The fact that both Donald Trump and his father were accused of housing discrimination against non-whites at their rental properties makes for an interesting backdrop to the new Trump administration plan to make proving housing discrimination more difficult and to make defending against those accusations easier. The Department of Housing and Urban Development (HUD) submitted a proposal to Congress that would make claiming housing discrimination under the Fair Housing Act more difficult to prove. Congress has 15 days to review the new proposal and, once the proposal is published in the Federal Register, the public will have a 60 day comment period available to them.
This proposal is another example of one the Trump administration would use to undermine Obama-era policies and procedures, specifically HUD’s 2013 disparate impact rule. Under that rule, discrimination need not be intentional to be actionable – business or governmental practices that disproportionately affect minorities negatively even without that intent would be actionable. Under the rule, governments and corporations can be held accountable if disparate impact is shown to be the case. The Trump administration’s proposal would increase the number of steps to reach the threshold for proving unintentional discrimination from three to five; it also offers additional ways that defendants can refute claims that the algorithmic models they use to determine an applicant’s fitness to rent or buy property are discriminatory. According to Politico:
The Department of Housing and Urban Development is circulating a proposal to make it more difficult to bring discrimination claims under the Fair Housing Act. The update to HUD’s 2013 disparate impact rule would require plaintiffs to meet a five-step threshold to prove unintentional discrimination, replacing the current three-step “burden-shifting” approach. It would also give defendants more leeway to rebut the claims, according to a copy of the proposal obtained by POLITICO. It’s the latest effort by the Trump administration to roll back the Obama administration’s use of disparate impact – the legal theory that holds business and governments accountable for practices that disproportionately affect minorities even if no discrimination was intended – to root out discrimination. …HUD says its proposal brings its interpretation of the disparate impact standard in line with a 2015 Supreme Court ruling. The high court held that disparate impact claims can be brought under the Fair Housing Act but said “disparate impact liability must be limited so employers and other regulated entities are able to make the practical business choices and profit-related decisions that sustain a vibrant and dynamic free-enterprise system.”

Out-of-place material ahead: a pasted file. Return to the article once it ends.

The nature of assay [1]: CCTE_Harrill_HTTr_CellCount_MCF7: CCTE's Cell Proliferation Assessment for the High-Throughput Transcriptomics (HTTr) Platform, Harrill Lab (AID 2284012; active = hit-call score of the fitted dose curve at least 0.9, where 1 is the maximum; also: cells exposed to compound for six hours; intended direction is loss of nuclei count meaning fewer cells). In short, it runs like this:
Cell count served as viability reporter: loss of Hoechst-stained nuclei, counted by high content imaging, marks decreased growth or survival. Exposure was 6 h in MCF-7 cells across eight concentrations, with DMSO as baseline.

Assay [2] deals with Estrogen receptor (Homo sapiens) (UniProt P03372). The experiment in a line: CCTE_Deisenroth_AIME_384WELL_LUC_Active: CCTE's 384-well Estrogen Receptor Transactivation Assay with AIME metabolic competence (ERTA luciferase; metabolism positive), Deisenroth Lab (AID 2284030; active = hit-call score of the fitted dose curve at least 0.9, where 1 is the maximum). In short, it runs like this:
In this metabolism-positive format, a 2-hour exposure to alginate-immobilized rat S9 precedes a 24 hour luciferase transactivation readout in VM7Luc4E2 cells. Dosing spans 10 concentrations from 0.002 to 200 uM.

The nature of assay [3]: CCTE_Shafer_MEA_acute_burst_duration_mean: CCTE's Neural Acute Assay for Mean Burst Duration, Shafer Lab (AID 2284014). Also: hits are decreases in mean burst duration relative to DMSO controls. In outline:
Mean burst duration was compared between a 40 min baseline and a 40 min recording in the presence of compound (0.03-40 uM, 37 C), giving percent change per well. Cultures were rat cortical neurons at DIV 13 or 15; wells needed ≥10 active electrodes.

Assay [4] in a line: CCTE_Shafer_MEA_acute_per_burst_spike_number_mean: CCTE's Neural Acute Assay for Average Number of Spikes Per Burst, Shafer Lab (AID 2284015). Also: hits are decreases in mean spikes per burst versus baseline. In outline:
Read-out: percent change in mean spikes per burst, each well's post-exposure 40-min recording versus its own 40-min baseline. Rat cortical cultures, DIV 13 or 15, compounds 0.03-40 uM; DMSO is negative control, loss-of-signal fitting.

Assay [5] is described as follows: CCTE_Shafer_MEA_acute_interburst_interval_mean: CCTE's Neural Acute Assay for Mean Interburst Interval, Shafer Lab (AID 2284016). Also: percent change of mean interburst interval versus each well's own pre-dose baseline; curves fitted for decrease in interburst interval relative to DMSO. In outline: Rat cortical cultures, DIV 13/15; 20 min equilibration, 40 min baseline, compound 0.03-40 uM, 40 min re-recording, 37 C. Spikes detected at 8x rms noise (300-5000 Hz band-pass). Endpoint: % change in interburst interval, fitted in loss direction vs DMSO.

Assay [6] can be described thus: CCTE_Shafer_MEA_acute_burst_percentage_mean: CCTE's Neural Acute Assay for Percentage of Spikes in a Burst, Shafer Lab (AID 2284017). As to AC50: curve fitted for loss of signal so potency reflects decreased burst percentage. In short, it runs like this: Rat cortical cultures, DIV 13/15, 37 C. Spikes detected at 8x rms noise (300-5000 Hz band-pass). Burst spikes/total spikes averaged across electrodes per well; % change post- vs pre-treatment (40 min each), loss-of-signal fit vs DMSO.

Donald Trump’s history of alleged housing discrimination as a property owner as well as his vitriolic rhetoric which many see as racist put a rather unseemly spin on this effort to make it more difficult for people to claim housing discrimination. Both Donald Trump and his father were sued by the Department of Justice in the 1970’s over allegations of housing discrimination; Trump and his father ended up signing a consent decree in the case, but did not admit guilt. According to Rolling Stone:
It’s hard to believe this proposal isn’t personal on some level to the president who, along with his father, was sued by the Department of Justice in the 1970s for discriminatory practices. Although the Trumps ultimately signed a consent decree and did not admit guilt, an investigation by the New York Times revealed that Trump Management employees were told to attach a piece of paper with a large letter “C” – for “colored” – to documents from Black applicants. And a former doorman at a Trump building testified to the FBI that his supervisor told him, “If a black person came to 2650 Ocean Parkway and inquired about an apartment for rent, and he, that is [redacted] was not there at the time, that I should tell him that the rent was twice as much as it really was, in order that he could not afford the apartment.” With Black homeownership at low levels similar to the 1960s, now is not the time to make proving discrimination more difficult. As Lisa Rice, president of the National Fair Housing Alliance, told reporters on a call, “This effort to turn back the clock on civil rights is coming at a most inopportune time, and the Trump administration is keenly aware of it.”
This policy proposal unfortunately follows two of President Trump’s most frequent patterns, the first being to try to undermine or rollback Obama administration regulations, and the second being to give a nod to his own personal resentments. Trump didn’t like being charged with housing discrimination as a property owner, so now he wants to make it more difficult to claim housing discrimination. That follows the same pattern as how Trump didn’t like the taxes he paid as a wealthy person and business owner, so he made giving tax breaks to the rich and to corporations a priority – at the expense of the middle class, the working poor, the deficit, and the national debt. Trump doesn’t have empathy for other people’s problems; he only cares about what he sees as his own difficulties, his own resentments, and operates accordingly.